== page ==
This is the year of rebranding. It is February 15 and I’m writing this editorial while waiting for the Toby’s Sports press con to start. They are launching a 2012 RSL badminton racket called Evo and, at this event alone, we received news of two rebrands: Toby’s and RSL’s. What’s going on?
China Business decided to rebrand last year, but it is only now that you are holding the product of a quarter’s worth of rebranding efforts in your hands. A serendipitous confluence of events and people are responsible for this rebrand. And I realized that the best business models are ones that encourage the serendipitous collision of people, ideas, and circumstances.
I have always detested superstition and fatalism. I believe in serendipity but I also believe you should engineer it to serve you. It is only the idiot who entrusts his fate to some vague idea that things will work out, sans hard work, sans passion, sans discipline. I have met many talented losers in my life. (There but for the grace of God go I.)
Passion and discipline invariably trumps mere talent. Go and bury yours and you will wake up a pauper. Fail to rebrand and lose your customer. Communicate the way you did five years ago and you will lose your audience. Be lazy, slack off during work hours, sleep in on a Monday and watch the few days you choose to work 100% turn to nothing.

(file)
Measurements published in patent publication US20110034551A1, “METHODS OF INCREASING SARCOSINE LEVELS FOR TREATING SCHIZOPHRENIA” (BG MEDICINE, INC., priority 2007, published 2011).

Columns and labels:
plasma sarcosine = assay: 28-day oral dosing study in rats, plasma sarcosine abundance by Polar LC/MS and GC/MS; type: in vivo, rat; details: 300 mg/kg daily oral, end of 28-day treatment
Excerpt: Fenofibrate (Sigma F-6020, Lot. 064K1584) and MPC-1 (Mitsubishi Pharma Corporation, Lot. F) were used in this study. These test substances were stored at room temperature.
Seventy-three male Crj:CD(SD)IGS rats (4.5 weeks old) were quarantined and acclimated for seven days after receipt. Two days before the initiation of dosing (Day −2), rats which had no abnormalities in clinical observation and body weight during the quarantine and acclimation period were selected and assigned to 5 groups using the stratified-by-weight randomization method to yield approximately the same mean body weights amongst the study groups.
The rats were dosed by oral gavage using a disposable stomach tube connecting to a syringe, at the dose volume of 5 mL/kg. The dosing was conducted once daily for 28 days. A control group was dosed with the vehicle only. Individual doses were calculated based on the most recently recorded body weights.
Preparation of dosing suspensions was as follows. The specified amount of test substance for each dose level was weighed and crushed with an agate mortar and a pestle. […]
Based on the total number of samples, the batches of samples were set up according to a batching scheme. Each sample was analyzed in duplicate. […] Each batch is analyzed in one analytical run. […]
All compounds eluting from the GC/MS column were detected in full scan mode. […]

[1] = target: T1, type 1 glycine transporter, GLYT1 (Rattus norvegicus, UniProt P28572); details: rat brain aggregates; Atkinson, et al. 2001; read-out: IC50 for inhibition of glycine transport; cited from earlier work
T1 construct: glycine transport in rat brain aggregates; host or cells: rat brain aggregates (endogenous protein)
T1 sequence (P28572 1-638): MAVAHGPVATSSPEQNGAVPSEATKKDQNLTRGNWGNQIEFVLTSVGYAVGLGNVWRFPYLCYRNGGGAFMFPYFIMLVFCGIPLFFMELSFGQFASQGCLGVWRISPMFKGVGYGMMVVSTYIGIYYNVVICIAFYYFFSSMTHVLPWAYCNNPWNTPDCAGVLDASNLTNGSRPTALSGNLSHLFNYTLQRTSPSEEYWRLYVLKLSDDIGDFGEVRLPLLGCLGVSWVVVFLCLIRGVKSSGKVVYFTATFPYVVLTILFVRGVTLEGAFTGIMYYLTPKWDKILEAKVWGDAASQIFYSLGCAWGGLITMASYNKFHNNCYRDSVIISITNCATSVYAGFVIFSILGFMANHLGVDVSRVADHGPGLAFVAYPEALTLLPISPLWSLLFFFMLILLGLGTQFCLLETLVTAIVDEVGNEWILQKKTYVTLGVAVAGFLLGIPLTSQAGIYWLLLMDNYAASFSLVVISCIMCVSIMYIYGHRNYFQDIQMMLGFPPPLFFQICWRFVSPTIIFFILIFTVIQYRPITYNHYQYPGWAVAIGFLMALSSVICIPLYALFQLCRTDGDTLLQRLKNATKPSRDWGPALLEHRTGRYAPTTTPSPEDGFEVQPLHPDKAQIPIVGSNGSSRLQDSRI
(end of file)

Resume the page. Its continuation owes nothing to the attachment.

The construction boom that the Philippines, particularly Metro Manila, is experiencing may be the result of a serendipitous confluence of events. This is what pains—and worries—Filipinos, and those who have beheld the string of missed opportunities that have characterized the Philippine experience since then end of World War II.
The Philippine experience, not just in the construction industry, is marked by outstanding individual efforts, few and far between. It is full of opportunism that sometimes redounds to the greater good. There are bursts of effort and explosions of genius that could probably drag us all to the finish line—if it were not for Vietnam and Cambodia speeding past. By the time the Philippines gets to the finish line it will probably have long been packed up. And moved to Namibia.
The absence of a master plan, where all Filipinos pull in one direction over the long term, is jarring. Are Filipinos, as a people, capable of sustained, disciplined, passionate effort over a long period? I don’t know. But I know of many who are capable of the kind of effort it takes to kick this country into the 21st century. I spoke to many of them (and worked with many of them) while we were rebranding.
You could be one of those people. I could be. The only question is how badly do we want change? We have to want it more than the next guy chipping away at his goal way into the warm Vietnamese night.
Print ed: 03/12